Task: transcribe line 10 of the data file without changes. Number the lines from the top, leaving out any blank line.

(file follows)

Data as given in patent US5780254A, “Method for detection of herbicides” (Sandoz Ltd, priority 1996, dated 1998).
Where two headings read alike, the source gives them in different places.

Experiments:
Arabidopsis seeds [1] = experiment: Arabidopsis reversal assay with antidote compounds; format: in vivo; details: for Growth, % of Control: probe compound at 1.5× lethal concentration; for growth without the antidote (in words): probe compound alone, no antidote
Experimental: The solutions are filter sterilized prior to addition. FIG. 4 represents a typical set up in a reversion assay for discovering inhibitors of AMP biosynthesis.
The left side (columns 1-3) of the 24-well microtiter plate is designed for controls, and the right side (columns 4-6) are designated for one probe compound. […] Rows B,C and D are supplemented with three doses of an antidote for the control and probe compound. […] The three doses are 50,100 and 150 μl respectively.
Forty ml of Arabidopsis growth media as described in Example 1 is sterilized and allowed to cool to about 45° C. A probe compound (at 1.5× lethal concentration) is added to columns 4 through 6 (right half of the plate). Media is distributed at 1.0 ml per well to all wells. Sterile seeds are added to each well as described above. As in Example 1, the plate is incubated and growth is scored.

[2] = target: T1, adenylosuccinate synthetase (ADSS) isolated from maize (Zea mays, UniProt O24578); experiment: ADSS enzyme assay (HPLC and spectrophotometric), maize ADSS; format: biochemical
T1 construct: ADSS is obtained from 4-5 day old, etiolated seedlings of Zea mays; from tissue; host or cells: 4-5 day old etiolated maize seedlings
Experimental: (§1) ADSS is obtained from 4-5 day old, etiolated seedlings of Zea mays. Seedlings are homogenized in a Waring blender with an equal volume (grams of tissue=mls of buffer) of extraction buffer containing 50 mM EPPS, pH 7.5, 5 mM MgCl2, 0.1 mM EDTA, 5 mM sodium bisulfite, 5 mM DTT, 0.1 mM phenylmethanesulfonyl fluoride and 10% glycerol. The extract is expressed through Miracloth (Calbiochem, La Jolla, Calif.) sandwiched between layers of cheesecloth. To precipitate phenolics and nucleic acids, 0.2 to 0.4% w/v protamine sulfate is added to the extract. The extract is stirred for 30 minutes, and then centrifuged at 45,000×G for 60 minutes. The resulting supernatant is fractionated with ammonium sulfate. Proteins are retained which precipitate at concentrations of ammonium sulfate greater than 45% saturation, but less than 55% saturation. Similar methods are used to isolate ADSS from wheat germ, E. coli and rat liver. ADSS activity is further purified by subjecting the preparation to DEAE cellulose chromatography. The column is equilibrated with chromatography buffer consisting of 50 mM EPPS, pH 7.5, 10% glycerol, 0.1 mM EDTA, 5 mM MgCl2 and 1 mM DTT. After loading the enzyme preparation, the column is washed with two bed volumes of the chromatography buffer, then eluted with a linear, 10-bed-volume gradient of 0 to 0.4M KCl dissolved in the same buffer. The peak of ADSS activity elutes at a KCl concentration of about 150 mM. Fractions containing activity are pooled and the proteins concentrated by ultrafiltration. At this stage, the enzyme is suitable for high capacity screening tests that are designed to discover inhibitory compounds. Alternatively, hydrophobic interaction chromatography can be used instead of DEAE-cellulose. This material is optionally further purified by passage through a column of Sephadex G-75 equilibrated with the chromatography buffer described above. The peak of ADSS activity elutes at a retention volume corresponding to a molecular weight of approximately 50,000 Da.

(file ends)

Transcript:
Experimental: (§1) ADSS is obtained from 4-5 day old, etiolated seedlings of Zea mays. Seedlings are homogenized in a Waring blender with an equal volume (grams of tissue=mls of buffer) of extraction buffer containing 50 mM EPPS, pH 7.5, 5 mM MgCl2, 0.1 mM EDTA, 5 mM sodium bisulfite, 5 mM DTT, 0.1 mM phenylmethanesulfonyl fluoride and 10% glycerol. The extract is expressed through Miracloth (Calbiochem, La Jolla, Calif.) sandwiched between layers of cheesecloth. To precipitate phenolics and nucleic acids, 0.2 to 0.4% w/v protamine sulfate is added to the extract. The extract is stirred for 30 minutes, and then centrifuged at 45,000×G for 60 minutes. The resulting supernatant is fractionated with ammonium sulfate. Proteins are retained which precipitate at concentrations of ammonium sulfate greater than 45% saturation, but less than 55% saturation. Similar methods are used to isolate ADSS from wheat germ, E. coli and rat liver. ADSS activity is further purified by subjecting the preparation to DEAE cellulose chromatography. The column is equilibrated with chromatography buffer consisting of 50 mM EPPS, pH 7.5, 10% glycerol, 0.1 mM EDTA, 5 mM MgCl2 and 1 mM DTT. After loading the enzyme preparation, the column is washed with two bed volumes of the chromatography buffer, then eluted with a linear, 10-bed-volume gradient of 0 to 0.4M KCl dissolved in the same buffer. The peak of ADSS activity elutes at a KCl concentration of about 150 mM. Fractions containing activity are pooled and the proteins concentrated by ultrafiltration. At this stage, the enzyme is suitable for high capacity screening tests that are designed to discover inhibitory compounds. Alternatively, hydrophobic interaction chromatography can be used instead of DEAE-cellulose. This material is optionally further purified by passage through a column of Sephadex G-75 equilibrated with the chromatography buffer described above. The peak of ADSS activity elutes at a retention volume corresponding to a molecular weight of approximately 50,000 Da.